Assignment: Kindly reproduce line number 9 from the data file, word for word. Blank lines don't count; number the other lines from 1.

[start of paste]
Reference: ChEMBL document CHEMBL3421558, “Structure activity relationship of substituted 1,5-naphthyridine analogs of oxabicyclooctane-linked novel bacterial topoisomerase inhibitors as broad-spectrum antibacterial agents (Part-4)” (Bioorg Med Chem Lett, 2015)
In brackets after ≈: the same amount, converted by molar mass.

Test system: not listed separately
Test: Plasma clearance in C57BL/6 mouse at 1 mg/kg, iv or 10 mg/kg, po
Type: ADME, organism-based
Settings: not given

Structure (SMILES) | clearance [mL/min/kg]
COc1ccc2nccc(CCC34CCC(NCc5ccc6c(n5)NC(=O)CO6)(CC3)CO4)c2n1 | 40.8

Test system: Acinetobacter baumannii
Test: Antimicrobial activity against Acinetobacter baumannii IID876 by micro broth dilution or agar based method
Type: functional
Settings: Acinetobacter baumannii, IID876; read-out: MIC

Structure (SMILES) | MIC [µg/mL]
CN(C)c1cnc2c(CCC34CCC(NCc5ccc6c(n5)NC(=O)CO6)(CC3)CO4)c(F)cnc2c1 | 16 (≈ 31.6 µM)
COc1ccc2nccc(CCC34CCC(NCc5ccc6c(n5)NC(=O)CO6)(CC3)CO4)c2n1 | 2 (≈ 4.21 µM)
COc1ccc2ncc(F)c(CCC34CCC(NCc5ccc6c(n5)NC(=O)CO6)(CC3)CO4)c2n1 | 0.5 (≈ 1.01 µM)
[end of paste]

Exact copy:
Test system: Acinetobacter baumannii